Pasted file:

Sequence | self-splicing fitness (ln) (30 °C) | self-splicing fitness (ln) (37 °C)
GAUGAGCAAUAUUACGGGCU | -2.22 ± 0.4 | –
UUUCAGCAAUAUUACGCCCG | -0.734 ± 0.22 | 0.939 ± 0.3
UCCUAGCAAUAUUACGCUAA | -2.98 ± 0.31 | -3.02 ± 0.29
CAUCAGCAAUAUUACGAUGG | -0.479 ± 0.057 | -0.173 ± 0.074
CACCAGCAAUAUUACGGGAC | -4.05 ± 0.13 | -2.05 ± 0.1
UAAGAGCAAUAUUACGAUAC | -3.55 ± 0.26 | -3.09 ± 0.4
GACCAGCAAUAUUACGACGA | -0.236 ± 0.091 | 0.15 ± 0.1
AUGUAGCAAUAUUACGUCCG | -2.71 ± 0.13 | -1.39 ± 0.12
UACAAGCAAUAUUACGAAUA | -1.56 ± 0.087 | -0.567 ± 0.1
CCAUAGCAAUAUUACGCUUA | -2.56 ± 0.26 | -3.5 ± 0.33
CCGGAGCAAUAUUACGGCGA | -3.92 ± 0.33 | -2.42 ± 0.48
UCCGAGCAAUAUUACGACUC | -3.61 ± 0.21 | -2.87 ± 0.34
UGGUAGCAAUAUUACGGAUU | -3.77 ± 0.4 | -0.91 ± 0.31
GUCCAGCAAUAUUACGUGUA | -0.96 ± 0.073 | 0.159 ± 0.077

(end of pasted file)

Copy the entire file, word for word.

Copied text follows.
Sequence | self-splicing fitness (ln) (30 °C) | self-splicing fitness (ln) (37 °C)
GAUGAGCAAUAUUACGGGCU | -2.22 ± 0.4 | –
UUUCAGCAAUAUUACGCCCG | -0.734 ± 0.22 | 0.939 ± 0.3
UCCUAGCAAUAUUACGCUAA | -2.98 ± 0.31 | -3.02 ± 0.29
CAUCAGCAAUAUUACGAUGG | -0.479 ± 0.057 | -0.173 ± 0.074
CACCAGCAAUAUUACGGGAC | -4.05 ± 0.13 | -2.05 ± 0.1
UAAGAGCAAUAUUACGAUAC | -3.55 ± 0.26 | -3.09 ± 0.4
GACCAGCAAUAUUACGACGA | -0.236 ± 0.091 | 0.15 ± 0.1
AUGUAGCAAUAUUACGUCCG | -2.71 ± 0.13 | -1.39 ± 0.12
UACAAGCAAUAUUACGAAUA | -1.56 ± 0.087 | -0.567 ± 0.1
CCAUAGCAAUAUUACGCUUA | -2.56 ± 0.26 | -3.5 ± 0.33
CCGGAGCAAUAUUACGGCGA | -3.92 ± 0.33 | -2.42 ± 0.48
UCCGAGCAAUAUUACGACUC | -3.61 ± 0.21 | -2.87 ± 0.34
UGGUAGCAAUAUUACGGAUU | -3.77 ± 0.4 | -0.91 ± 0.31
GUCCAGCAAUAUUACGUGUA | -0.96 ± 0.073 | 0.159 ± 0.077